Jul 12, 2014

The Uncertainty Principle

Putting the pieces of the puzzle together means being at peace with uncertainty.

Rich Mullins once said  "I think if we were given the scriptures it was not so that we could prove that we were right about everything. If we were given the scriptures it was to humble us into realizing that God is right and the rest of us are just guessing. Which is what makes them so much fun to read, especially if you are not a fundamentalist."

I always loved that quote, but I don't think I ever fully understood it until the other day during my morning devotions.   I've always had the sense that every time I read the Bible, I should be able to: 1) understand what the passage means  and 2) understand how it speaks to me and my situation.  When that doesn't happen I've tended to feel discouraged, like a spiritual failure.  I've wondered if my connection to God is as strong as it should be, and sometimes I allow doubt to creep in, assuming that if I can't figure out what this scripture means then perhaps it has no meaning at all.

Which is pretty arrogant when you think about it.  It's like when a students says "math is stupid" mainly because he doesn't understand it.  In the learning process, our ability to understand something says nothing but it's intrinsic value.  The same is true of the Bible.

The fact is that we won't always understand everything we read  (yes, even if we ask for the Holy Spirit's guidance. Sometimes it's the Holy Spirit's guidance that keeps us humble enough to say--hmmm, well I don't really understand that rather than forcing an interpretation or creating a self-serving lesson).  We don't always need to have an Answer, and we especially don't need to have a little lesson to take away from each time we open God's Word.

I've long felt it a mistake to treat the Bible as a history or science textbook (which is not to say that there isn't any history or even a little science in it), but more recently I've also come to be wary of the Bible as prescriptive "guide for living."  The whole "Biblical approach" to managing finances or  marriage or child-rearing or health feels a little suspect.  I'm just not sure that we're using the Bible correctly when we approach it that way.  To me the Christian Bible is a narrative that reveals the story of God and His interaction with His wayward creation.  It begins with God shrouded in mystery. The picture is often cloudy, unclear and maybe even inaccurate, but the narrative climaxes with the clearest picture we have of the character, nature, intentions, and heart of God towards us in the person of Jesus.  The Old Testament is primarily the back-story to Jesus, but it is a rich back- story, filled with flawed and colorful characters clumsily seeking after God, various dead-ends and misunderstandings, but also myriad hints of Jesus and foreshadowings of the Savior to come.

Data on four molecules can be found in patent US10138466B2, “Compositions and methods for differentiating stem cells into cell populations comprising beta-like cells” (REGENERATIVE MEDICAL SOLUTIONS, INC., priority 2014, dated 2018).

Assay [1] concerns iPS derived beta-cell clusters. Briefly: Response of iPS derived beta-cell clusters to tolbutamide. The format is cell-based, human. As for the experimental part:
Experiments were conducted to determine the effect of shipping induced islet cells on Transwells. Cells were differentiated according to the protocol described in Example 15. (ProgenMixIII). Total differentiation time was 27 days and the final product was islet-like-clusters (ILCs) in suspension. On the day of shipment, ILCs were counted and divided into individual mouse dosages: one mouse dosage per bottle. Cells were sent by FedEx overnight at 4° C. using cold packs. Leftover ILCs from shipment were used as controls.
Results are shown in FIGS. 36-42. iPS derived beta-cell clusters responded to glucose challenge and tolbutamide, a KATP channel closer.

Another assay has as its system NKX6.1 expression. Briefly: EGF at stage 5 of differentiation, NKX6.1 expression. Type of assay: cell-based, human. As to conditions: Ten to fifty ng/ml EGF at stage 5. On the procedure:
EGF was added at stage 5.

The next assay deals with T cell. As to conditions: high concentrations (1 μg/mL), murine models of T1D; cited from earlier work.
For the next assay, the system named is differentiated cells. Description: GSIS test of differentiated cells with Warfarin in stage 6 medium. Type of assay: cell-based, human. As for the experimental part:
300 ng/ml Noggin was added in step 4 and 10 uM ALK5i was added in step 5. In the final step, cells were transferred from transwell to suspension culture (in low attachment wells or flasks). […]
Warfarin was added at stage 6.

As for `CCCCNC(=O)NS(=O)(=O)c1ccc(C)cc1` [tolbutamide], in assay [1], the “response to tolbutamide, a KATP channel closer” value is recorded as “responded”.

The primary purpose for reading the Bible is to be in the presence of God and to look for Jesus.  Sometimes in our meditation on Scripture it all seems to come together to create a clear picture.  Other times the pieces of the puzzle just don't seem to fit--and here as with a jigsaw puzzle, it's important not to force a fit when one isn't there. Just be patient.  Accept and even rejoice in the humble realization that we just don't have an answer now.  Have faith that just because I don't see the solution, doesn't mean that there isn't one.

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